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Sprung from dance: Dance Movement Therapy

as a Form of Creative Therapy

Rosemarie Samaritter

In this text I would like to present my views on the domain
of dance and movement as a means for creative therapy, as
developed within my professional involvement with children
and juveniles. First I will give an overview of the various
aspects of the domain of dance and movement as a medium, and
I will focus on some issues that in my opinion are closely
linked to theories of creative processes. Next I will
elaborate the creative process in movement processes. Some
vignettes from practice will be used for the sake of
illustration of the text. They will certainly not offer a
complete image of the therapeutic situation, nor of the
treatment course, nor of the therapeutic guidance.
Many aspects of the work will not be dealt with in this text.
Some subjects such as 'therapeutic relationship', 'treatment
program and treatment methodology' of creative dance and
movement therapy will be elaborated elsewhere.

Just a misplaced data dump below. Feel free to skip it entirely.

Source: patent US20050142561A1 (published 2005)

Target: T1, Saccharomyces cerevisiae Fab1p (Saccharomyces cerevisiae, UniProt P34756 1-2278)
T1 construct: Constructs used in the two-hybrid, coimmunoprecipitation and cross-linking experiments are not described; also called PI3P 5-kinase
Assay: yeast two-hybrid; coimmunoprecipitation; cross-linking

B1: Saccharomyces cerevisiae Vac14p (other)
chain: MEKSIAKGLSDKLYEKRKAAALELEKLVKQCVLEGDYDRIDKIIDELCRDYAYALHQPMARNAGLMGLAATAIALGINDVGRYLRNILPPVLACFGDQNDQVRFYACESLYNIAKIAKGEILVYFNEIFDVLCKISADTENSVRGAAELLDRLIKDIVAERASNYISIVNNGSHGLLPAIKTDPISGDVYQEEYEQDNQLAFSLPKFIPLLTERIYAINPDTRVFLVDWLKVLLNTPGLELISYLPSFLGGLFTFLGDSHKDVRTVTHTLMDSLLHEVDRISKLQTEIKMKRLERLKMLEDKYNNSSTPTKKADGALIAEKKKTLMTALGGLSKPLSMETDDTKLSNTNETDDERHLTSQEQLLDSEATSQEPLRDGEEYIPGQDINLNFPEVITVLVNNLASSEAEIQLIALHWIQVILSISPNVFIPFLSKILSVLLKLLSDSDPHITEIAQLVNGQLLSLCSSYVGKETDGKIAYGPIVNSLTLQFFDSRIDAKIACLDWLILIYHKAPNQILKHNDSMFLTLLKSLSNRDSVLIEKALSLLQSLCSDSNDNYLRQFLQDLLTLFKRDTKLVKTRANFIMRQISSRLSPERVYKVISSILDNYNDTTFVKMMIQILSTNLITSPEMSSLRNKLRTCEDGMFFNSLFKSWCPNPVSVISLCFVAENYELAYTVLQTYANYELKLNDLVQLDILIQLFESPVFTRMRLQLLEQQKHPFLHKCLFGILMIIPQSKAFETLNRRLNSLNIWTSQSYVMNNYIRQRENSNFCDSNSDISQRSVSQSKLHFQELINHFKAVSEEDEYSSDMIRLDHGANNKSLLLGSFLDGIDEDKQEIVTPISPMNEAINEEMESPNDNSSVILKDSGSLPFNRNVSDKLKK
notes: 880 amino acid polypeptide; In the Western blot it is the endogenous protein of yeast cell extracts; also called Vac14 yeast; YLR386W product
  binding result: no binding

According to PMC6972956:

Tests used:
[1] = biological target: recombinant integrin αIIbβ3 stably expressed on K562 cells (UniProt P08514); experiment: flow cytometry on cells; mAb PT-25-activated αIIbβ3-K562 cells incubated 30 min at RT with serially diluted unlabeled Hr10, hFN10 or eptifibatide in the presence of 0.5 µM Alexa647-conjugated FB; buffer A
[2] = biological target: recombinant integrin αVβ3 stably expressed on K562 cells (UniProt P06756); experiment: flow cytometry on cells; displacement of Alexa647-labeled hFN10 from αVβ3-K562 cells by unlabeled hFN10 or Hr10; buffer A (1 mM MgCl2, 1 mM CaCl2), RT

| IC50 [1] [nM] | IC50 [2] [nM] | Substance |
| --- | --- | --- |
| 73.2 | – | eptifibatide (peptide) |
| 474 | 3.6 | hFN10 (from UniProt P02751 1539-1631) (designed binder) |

The domain of dance and movement as a medium.

Dance affords the development of expression and formation.
Within dance and movement people may express their
experiences, emotions, images, memories etc. Whenever a
movement is given to a feeling or to an image, a connection
is being created between inner world and outer world.
Outwardly, towards others, this movement conveys something
about my experiences and become a symbol out of my internal
world. But simultaneously while moving it reflects back upon
myself, perhaps engendering a change of my inner world. Thus,
my experience of space may change by the movement performed;
or my affective tension may change: had I expected that a
rocking movement would soothe me, the performance of this
movement may trigger my need to break out of the recurrent
rocking pattern and to enter into purposive patterns of
propulsive walking. Everyone will recognize the big
difference that it makes for me to fantasize about an act or
to actually perform it.
So the expression of movement can restore or stimulate the
connection between the inner and outer worlds, between which
a lively exchange may be found back. Internal and external
processes have then come to a correlation.

Dance allows us to2 give form to images, ideas, themes etc. I